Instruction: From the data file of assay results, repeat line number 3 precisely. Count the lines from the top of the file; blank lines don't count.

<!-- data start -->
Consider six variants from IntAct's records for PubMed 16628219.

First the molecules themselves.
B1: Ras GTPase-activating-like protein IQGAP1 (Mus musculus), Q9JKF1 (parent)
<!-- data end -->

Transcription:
B1: Ras GTPase-activating-like protein IQGAP1 (Mus musculus), Q9JKF1 (parent)